Clinical Notes : Paediatrics

6. Undescended Testes

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Maldescended testis

  • any abnormality in testicular descent that is not a normal variant, and includes the conditions defined below. (1)


Undescended testis

  • undescended testis (UDT) is the second most common paediatric surgical condition after inguinal hernias.(2)

  • a testis that is not in the scrotum by the age of three months because of a failure of normal descent.

  • 5% of boys have a UDT at birth, 1–2% at three months 1% at one year; hence, it is uncommon for testes to descend after three months.(3)


Ectopic testis

  • an ectopic testis has deviated from the normal path of testicular descent (from the abdomen through the inguinal canal and into the scrotum) and may be found in almost any other region.


Ascending testis

  • an ascending or acquired testis may have descended previously but then moved to a higher position over time because of an abnormally persisting fibrotic remnant of the processus vaginalis (an outpouching of peritoneum that follows the testis as it descends into the scrotum from the abdomen).

  • the remnant usually regresses in the first few years but can continue causing testicular ascent.(4)

  • regular re-examination is recommended in a primary care setting even if the testes were previously noted in the scrotum 


Impalpable testis

  • 30% of testes not palpable in the scrotum (impalpable) are found in the inguinal region; 20% are intra-abdominal and 10% are in an ectopic location.(2)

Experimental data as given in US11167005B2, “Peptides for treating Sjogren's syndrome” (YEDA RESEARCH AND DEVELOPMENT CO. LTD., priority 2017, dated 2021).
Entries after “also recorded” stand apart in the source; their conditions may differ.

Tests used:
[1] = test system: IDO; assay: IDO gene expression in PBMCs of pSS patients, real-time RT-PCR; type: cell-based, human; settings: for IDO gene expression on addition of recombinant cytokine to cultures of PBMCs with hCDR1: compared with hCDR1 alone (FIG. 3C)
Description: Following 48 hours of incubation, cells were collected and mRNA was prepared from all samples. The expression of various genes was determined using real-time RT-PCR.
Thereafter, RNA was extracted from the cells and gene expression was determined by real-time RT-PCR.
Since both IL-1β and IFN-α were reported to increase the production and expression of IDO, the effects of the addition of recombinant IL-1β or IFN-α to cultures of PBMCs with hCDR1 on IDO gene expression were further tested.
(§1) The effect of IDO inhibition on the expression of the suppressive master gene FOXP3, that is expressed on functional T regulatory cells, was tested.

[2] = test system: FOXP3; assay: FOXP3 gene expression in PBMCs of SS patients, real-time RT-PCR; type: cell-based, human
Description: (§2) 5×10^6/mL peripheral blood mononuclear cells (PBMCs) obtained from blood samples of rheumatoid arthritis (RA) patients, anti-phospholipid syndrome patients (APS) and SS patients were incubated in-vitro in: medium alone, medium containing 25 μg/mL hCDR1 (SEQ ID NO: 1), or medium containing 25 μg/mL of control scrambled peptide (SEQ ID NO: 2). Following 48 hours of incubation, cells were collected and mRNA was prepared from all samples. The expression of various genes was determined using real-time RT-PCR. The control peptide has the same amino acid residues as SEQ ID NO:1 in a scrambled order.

• an impalpable testis may be absent in approximately 40% of boys as part of a testicular regression syndrome.

    • this is usually secondary to intrauterine or perinatal torsion prior to fixation of the testis in the scrotum, and a testicular ‘nubbin’ or abnormal testicular remnant is the only tissue present.(6)

    • hypertrophy of the contralateral testis is likely to occur.

  • a useful comparison for the appropriate size of the testis is the size of the glans penis.(4)


Retractile testis

  • A retractile testis can be brought all the way into the scrotum without tension but retracts back to an inguinal position after a variable period

  • It is a normal variant.

  • The cremaster muscle contracts to control the temperature of the testis, retracting it to the body when environmental temperature changes.

    • When androgen levels are high at birth and at 3–6 months, the cremaster muscle is more relaxed.

    • When androgen levels decrease after this, the muscle has a greater tendency to contract, causing retractile testes.(4)

Clinical examination for a possible undescended testicle

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A. Inspect the scrotum, note any scrotal hypoplasia and whether it appears.

B. Occlude the external inguinal rings with digital pressure as this prevents retraction of the testicles with a cremasteric response.

C. Palpate the normal-in-appearance hemi-scrotum.

D. Palpate the hypoplastic hemi‑scrotum.

E. Milk from the external ring to the scrotum to attempt to palpate the testicle.